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British Election Campaign Hits Stride

Tony Blair, right, with Gordon Brown at London press conference
Campaigning is under way on the British Isles, as the ruling Labor Party fights for a third term against its primary opponent, the Conservative Party. There are 646 seats to be chosen in the House of Commons. Labor, under Prime Minister Tony Blair, currently holds a 160-seat majority.

No one predicts that Labor will retain such a big advantage, but most opinion polls point toward a Labor victory on May 5.

Political scientists will watch to see how many seats Labor loses, and what impact it will have on Mr. Blair's power base. There is a dedicated group of 30 to 40 Labor lawmakers who have voted against Blair initiatives, ranging from college tuition fees to anti-terrorism laws, and they could upset the government's agenda, if the Labor majority is sharply reduced.

A political scientist at the London School of Economics, Patrick Dunleavy, says he has been discussing the matter with fellow experts.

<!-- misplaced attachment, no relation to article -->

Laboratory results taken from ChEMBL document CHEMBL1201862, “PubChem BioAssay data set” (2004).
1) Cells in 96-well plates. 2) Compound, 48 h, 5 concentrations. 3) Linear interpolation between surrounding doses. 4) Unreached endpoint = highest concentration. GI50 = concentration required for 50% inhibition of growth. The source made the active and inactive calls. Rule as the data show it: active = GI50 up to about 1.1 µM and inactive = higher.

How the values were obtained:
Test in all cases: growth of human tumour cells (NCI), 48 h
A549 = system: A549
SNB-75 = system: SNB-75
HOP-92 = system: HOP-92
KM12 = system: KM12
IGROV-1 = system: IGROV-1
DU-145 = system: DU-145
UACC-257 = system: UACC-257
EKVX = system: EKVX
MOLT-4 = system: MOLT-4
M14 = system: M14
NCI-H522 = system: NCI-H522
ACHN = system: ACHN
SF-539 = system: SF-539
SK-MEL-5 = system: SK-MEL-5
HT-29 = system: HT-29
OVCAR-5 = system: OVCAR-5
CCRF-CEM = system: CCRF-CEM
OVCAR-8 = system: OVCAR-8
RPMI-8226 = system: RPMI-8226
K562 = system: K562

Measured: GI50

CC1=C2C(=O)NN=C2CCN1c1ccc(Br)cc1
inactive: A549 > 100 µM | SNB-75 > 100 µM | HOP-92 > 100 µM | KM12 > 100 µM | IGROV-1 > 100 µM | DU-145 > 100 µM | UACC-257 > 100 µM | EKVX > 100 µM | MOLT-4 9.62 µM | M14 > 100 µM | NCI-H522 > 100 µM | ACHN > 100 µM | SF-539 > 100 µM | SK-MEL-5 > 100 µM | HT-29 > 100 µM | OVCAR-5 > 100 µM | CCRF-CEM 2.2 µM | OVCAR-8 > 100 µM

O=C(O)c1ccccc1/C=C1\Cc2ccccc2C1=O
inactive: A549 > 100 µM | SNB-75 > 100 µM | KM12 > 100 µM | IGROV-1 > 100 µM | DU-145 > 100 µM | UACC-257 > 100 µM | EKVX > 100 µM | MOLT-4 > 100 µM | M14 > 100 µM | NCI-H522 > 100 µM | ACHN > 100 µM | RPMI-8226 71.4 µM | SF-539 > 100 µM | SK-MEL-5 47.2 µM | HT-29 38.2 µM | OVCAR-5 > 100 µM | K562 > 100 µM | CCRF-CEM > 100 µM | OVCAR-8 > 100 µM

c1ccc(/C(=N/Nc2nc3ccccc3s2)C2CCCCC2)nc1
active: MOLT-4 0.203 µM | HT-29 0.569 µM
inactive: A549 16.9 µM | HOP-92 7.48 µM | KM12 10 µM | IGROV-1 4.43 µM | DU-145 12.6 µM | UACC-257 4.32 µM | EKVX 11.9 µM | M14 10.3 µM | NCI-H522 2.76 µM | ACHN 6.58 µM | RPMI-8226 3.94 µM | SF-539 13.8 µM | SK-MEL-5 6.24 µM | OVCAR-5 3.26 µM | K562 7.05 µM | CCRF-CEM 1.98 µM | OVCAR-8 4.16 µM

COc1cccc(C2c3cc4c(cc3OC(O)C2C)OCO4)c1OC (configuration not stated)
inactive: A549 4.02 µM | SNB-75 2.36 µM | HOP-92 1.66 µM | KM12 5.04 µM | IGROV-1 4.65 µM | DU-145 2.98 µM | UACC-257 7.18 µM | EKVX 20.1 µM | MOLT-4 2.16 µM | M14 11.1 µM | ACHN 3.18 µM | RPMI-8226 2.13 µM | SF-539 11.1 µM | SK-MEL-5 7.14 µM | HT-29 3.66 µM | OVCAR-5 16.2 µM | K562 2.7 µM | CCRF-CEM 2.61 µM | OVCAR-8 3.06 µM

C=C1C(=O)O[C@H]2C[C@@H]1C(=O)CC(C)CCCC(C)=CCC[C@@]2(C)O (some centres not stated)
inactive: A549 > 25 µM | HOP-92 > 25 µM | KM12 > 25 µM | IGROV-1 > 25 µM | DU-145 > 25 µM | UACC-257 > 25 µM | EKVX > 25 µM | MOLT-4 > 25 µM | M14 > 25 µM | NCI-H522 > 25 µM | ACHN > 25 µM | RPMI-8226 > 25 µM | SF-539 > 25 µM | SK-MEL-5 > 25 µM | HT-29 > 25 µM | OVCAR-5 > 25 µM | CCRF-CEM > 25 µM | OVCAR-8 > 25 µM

"Some people suggest that, if the Labor majority falls below about 40, life would not be very easy for Tony Blair," he said. "I know very respected parliamentary colleagues who think a Labor majority of less than 40 would be unworkable."

Voters tell pollsters that domestic issues, such as health care, taxes and crime are their main concerns. But some Blair opponents also want to make an issue of the Iraq war, especially the controversy over government documents based on false intelligence that claimed Iraq had weapons of mass destruction.

A Conservative Party spokesman, George Osborne, says that, while his party also supported the war, it believes the way Mr. Blair handled it has undermined his credibility.

"The trust people have in him has collapsed," he said. "So, the Iraq war has had an impact on this election, but I think the impact is primarily on the trust people have in the prime minister."

The Labor Party wants to keep the focus of the campaign on the British economy, the strongest among major European countries.

Finance Minister Gordon Brown says the party's manifesto emphasizes the need for steady stewardship.

"Stability is the foundation of our economic success," he said. "We will never take any risks with the hard won economic stability of this country. Our commitment to investment in our priorities is based on detailed published plans and meeting all our fiscal rules."

Mr. Brown has assumed a major role in the Labor Party campaign, a tacit concession to the controversy surrounding Mr. Blair. Prime Minister Blair has already announced that, if Labor is re-elected, he will step down sometime during the next parliament, and Mr. Brown is widely seen as his most likely successor.